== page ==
Eye For Film >> Movies >> The Marriage Of Maria Braun (1978) Film Review
Rainer Werner Fassbinder's 1978 landmark of German cinema opens in an absurdist tone. Maria (A sexy, sultry Hanna Schygulla) and her husband Herrman (Klaus Löwitsch), are tying - or rather trying to tie - the knot while shells fall around them.
Eventually they are forced out of the rapidly disintegrating building and have to sign the certificate, cowering on the floor as debris and shrapnel rain down. The surrealist introduction, though, is all too similar to the realities of post-war society in Germany the director goes onto depict. It's a damning indictment of the German post-war society and economy.
The film is an intelligent, technically proficient and complex critique of this period, weaving metaphors for the German body politic and psyche of the time. Initially, Maria is just like all the other widows waiting hopefully at the train station, which appears to be the only building of any sort in the city that hasn't been flattened during the war. Working as a mistress in an illegal bar for allied occupying forces, she is at first no different from her mother, who seizes the rare packs of cigarettes that come her way, trading them for her most precious jewellery.
But soon the gap between Maria and her relatives becomes vast. After an abortive attempt at escape through an affair with a black US army sergeant, she uses her feminine wiles to work her way to the top of a lucrative textiles company. She eventually purchases her own detached house in the country, while her sister and mother are left to tread between beams of roofless houses to get to their rooms. It is allegory for the get-rich-quick atmosphere of the time - for the select few, and by any means - as is her relationship with her actual husband, jailed soon after his return. Her affairs are for both herself and him, she insists, so that they might be better off upon his release.
Contradictions such as this are apparent throughout the film, and serve to emphasise Fassbinder's scathing view of the false hopes and promises on which post-war German recovery was built. The West German chancellor, Adenauer, is twice heard on a radio in the background, at first declaring that Germany shall never re-arm, then later insisting that it is the unequivocal German right to do so.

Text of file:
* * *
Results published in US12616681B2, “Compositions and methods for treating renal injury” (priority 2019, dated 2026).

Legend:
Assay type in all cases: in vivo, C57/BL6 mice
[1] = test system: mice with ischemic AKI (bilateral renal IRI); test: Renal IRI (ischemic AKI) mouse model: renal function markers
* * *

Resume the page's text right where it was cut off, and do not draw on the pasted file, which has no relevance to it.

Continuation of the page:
Likewise, Braun's commitment to her marriage is in reality out of her love for the idea of such a spiritual bond, and Fassbinder shows with bitterness the futility of this, as their union and consummation is continually delayed, first by the war, then by Hermann's incarceration, then as he is paid to stay away by Maria's lover, the owner of the company she has risen to the top of.
Made during the period of detente during the Cold War, it at once expresses the German desire for unification as well as the impossibility of this, as the communist East behind the Iron Curtain becomes radically different from anything in Maria's world. It's summed up concisely in the final, climactic scene.
The performances match the complex symbolic nature of the script and Fassbinder's confident direction. Schygulla is mesmerising as Maria - as utterly believable as she is impenetrable. An opening scene in which she literally plasters on make up before entertaining the American GIs, casually noting that it makes her look like a doll, is itself a statement of Maria's unreadable nature. One minute she casually states she wants to sleep with her boss, Dr Karl Oswald (Ivan Desny), mid-conversation, so unexpectedly that for a moment I wondered if it was phrase lost in translation in the subtitling process. Then the next day Oswald is perplexed by her rebuttal of his advances, yet we can still completely understand why he cannot let go of her. It is not only her show though, for she is backed up by a strong supporting cast, particularly her sister (Elisabeth Trissenaar) and mother (Gisela Uhlen).
You can't help but feel, though, that it's all a little too densely layered, that without some prior knowledge of European/German history of the period, it really would be quite difficult to see through the dialogue. Certainly without any background reading this could easily come across as just another rise and fall melodrama (Indeed, Fassbinder venerated such Hollywood directors in the 1950s as Douglas Sirk), and a rather pretentious one at that. But take time to reflect. The Marriage of Maria Braun is a lot more subtle and intelligent than the genre that the recent Far From Heaven paid homage to. Far more, even.Reviewed on: 07 Aug 2006
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If you like this, try:The Rainer Werner Fassbinder Collection: Commemorative Edition Volume Two (1972-1982)